Legislation and drivers

Sustainable Urban Drainage is now part of legislation and is a critical part of planning. Blue roofs form part of the options available for SuDS.

The Flood and Water Management Act 2010 was introduced in England and Wales and implemented to better manage flood risk. The Act creates safeguards against rises in surface water drainage charges and protects water supplies for consumers. The Act gives levels of responsibility to local authorities to co-ordinate flood risk management in their area.

Many local planning authorities (LPAs) are adopting early perspectives that encompass Schedule 3 of the Act to bring in measures that prevent flooding. Within construction and development, planners are restricting the amount of rainwater leaving a site via the drainage system, limiting water egress to 5-10 litres per second per hectare, the same flow rates for regional greenfield sites.

The Environment Agency and lead local flood authorities provide data and flood maps to assist drainage engineers and architects identify the level of risk by categorising the possibility and hazard levels of flooding by zones. The zones are:

Flood Zone 1 – low probability, where land has a less than 1 in 1,000 annual probability of river or sea flooding.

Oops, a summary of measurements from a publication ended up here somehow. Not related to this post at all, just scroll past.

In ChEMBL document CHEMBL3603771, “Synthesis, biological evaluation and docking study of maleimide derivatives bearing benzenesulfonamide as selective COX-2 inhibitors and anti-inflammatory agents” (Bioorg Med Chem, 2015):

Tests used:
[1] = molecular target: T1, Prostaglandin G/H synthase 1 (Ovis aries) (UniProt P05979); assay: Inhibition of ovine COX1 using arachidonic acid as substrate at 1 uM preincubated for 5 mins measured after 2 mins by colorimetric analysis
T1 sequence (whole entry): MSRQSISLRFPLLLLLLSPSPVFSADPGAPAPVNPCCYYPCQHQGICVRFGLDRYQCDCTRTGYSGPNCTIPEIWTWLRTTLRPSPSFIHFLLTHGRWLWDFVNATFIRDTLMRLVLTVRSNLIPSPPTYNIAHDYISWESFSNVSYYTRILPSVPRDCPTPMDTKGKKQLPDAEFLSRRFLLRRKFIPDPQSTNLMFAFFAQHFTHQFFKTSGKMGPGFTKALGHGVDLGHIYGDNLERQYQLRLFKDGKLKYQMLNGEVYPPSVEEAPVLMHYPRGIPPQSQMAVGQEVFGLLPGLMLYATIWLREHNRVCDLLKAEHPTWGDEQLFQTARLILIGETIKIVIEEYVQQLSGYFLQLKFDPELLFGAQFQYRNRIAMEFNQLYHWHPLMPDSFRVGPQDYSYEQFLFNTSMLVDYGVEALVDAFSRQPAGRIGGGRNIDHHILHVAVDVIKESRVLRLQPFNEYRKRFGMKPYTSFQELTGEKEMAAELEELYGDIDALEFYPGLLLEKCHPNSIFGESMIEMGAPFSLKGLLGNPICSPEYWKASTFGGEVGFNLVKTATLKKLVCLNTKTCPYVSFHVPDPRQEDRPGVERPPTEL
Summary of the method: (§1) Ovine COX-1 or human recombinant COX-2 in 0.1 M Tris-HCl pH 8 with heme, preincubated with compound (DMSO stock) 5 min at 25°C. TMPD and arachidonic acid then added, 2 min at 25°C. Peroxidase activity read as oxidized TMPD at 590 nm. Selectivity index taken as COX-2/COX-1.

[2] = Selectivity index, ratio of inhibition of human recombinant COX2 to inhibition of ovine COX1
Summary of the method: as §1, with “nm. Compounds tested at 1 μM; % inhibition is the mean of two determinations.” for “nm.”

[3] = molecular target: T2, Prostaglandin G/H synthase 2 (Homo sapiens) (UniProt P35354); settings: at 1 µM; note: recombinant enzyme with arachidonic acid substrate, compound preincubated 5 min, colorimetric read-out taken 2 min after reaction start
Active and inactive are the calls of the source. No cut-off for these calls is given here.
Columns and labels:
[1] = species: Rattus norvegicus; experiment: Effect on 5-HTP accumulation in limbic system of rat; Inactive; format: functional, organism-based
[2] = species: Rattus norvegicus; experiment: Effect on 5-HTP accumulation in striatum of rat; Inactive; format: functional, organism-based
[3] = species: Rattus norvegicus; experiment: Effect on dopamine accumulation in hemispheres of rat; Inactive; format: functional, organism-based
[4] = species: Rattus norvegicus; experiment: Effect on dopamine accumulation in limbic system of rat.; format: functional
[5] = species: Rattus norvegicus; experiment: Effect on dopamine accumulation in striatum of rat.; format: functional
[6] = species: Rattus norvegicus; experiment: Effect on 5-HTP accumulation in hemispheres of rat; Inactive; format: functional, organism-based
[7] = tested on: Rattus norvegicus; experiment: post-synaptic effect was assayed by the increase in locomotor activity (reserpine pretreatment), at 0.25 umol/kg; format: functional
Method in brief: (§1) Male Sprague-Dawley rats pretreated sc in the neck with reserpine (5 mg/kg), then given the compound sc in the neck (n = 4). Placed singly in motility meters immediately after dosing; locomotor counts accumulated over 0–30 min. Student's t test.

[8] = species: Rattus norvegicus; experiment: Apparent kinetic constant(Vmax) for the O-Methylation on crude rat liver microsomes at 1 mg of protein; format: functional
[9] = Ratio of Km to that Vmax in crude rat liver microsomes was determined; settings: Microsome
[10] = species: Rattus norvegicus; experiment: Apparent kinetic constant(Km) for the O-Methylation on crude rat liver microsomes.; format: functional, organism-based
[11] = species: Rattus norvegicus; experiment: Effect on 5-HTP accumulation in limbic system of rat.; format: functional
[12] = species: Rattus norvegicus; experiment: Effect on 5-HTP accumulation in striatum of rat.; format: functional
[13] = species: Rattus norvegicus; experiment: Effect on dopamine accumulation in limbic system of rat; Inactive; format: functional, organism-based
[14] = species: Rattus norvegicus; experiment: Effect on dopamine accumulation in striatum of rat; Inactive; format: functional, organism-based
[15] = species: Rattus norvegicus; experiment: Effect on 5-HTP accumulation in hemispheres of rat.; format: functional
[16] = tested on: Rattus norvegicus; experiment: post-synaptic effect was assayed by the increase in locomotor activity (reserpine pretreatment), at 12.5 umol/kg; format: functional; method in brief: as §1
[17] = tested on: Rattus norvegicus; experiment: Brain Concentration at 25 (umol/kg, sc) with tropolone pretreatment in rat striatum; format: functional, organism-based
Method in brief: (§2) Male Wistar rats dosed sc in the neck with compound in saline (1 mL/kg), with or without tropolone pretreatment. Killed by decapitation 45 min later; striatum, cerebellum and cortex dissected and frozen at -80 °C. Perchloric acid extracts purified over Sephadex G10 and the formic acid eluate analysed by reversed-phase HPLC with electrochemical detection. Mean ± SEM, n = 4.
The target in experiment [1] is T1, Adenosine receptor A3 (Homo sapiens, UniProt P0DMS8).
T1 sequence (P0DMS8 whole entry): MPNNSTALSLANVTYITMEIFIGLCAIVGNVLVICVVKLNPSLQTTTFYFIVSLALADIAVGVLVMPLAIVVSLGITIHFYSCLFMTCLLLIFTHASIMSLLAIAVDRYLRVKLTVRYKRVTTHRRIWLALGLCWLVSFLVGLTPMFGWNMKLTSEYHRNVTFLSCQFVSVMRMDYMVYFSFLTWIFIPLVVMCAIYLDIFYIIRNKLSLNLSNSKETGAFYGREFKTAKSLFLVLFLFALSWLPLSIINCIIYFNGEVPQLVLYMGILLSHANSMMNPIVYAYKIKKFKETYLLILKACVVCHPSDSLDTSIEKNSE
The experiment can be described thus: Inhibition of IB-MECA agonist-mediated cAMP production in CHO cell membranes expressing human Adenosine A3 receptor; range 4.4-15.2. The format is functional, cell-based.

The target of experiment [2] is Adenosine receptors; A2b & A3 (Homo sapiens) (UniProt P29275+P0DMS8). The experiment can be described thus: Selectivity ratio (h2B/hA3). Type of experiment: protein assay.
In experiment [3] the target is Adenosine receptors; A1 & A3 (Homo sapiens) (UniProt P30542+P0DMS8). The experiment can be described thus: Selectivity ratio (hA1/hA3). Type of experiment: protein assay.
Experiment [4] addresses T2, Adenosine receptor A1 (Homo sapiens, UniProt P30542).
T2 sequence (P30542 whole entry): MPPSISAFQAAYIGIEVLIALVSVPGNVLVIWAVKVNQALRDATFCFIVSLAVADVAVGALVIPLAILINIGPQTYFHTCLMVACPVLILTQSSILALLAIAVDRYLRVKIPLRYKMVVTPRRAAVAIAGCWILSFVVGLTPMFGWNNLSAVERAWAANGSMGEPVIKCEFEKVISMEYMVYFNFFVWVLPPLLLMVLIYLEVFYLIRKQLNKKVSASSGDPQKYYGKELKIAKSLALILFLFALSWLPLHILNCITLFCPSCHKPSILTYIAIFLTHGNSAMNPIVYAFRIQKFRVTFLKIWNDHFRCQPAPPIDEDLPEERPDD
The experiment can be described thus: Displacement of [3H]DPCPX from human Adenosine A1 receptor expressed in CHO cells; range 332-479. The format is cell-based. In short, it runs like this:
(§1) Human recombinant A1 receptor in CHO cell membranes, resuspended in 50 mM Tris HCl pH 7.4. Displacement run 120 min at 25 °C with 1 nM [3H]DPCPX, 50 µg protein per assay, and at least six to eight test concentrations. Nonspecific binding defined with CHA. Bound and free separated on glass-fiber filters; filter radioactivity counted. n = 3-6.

Flood Zone 2 – medium probability, where the land has between a 1 in 100 and 1 in 1,000 annual probability of river flooding; or between a 1 in 200 and 1 in 1,000 annual probability of sea flooding.

Flood Zone 3a - high probability where land has a 1 in 100 or greater annual probability of river flooding; or having a 1 in 200 or greater annual probability of sea flooding.

Flood Zone 3b - classifies functional floodplains where land is identified to receive waterflow to be stored in times of flood. Local planning authorities should identify in their Strategic Flood Risk Assessments areas of functional floodplain and its boundaries accordingly, in agreement with the Environment Agency.

Flood zones 2 and 3, have water discharge management implications with zone 3 having the strictest regulations and will be subject to levels of flood defence and discharge management resulting in the type of construction permitted. The Government publishes information and advice on how to take account of and address the risks associated with flooding and costal change in the planning process.
Arrange a meeting